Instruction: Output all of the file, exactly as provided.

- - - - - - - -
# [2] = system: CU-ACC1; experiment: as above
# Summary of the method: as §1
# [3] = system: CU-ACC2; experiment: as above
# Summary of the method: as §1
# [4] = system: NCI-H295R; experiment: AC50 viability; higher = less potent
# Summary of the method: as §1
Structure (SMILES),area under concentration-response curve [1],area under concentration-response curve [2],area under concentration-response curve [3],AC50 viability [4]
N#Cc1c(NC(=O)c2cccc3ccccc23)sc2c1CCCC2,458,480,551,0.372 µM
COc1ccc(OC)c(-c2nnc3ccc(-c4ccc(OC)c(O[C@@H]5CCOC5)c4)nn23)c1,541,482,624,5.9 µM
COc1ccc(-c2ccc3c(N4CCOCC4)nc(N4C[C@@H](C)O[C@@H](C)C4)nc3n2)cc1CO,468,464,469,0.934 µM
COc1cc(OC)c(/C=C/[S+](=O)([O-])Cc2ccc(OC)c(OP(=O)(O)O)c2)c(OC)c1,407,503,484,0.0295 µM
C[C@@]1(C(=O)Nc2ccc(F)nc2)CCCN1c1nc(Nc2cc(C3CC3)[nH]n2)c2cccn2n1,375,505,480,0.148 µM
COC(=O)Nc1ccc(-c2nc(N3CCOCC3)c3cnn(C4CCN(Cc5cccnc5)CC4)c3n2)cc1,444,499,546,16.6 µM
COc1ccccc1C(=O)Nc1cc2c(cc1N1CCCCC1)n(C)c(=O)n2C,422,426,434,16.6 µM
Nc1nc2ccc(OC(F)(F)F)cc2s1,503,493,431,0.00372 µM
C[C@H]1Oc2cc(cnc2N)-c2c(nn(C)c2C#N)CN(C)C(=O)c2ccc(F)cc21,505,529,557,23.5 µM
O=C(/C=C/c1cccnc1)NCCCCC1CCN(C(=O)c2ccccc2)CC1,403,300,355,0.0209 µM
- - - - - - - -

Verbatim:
# [2] = system: CU-ACC1; experiment: as above
# Summary of the method: as §1
# [3] = system: CU-ACC2; experiment: as above
# Summary of the method: as §1
# [4] = system: NCI-H295R; experiment: AC50 viability; higher = less potent
# Summary of the method: as §1
Structure (SMILES),area under concentration-response curve [1],area under concentration-response curve [2],area under concentration-response curve [3],AC50 viability [4]
N#Cc1c(NC(=O)c2cccc3ccccc23)sc2c1CCCC2,458,480,551,0.372 µM
COc1ccc(OC)c(-c2nnc3ccc(-c4ccc(OC)c(O[C@@H]5CCOC5)c4)nn23)c1,541,482,624,5.9 µM
COc1ccc(-c2ccc3c(N4CCOCC4)nc(N4C[C@@H](C)O[C@@H](C)C4)nc3n2)cc1CO,468,464,469,0.934 µM
COc1cc(OC)c(/C=C/[S+](=O)([O-])Cc2ccc(OC)c(OP(=O)(O)O)c2)c(OC)c1,407,503,484,0.0295 µM
C[C@@]1(C(=O)Nc2ccc(F)nc2)CCCN1c1nc(Nc2cc(C3CC3)[nH]n2)c2cccn2n1,375,505,480,0.148 µM
COC(=O)Nc1ccc(-c2nc(N3CCOCC3)c3cnn(C4CCN(Cc5cccnc5)CC4)c3n2)cc1,444,499,546,16.6 µM
COc1ccccc1C(=O)Nc1cc2c(cc1N1CCCCC1)n(C)c(=O)n2C,422,426,434,16.6 µM
Nc1nc2ccc(OC(F)(F)F)cc2s1,503,493,431,0.00372 µM
C[C@H]1Oc2cc(cnc2N)-c2c(nn(C)c2C#N)CN(C)C(=O)c2ccc(F)cc21,505,529,557,23.5 µM
O=C(/C=C/c1cccnc1)NCCCCC1CCN(C(=O)c2ccccc2)CC1,403,300,355,0.0209 µM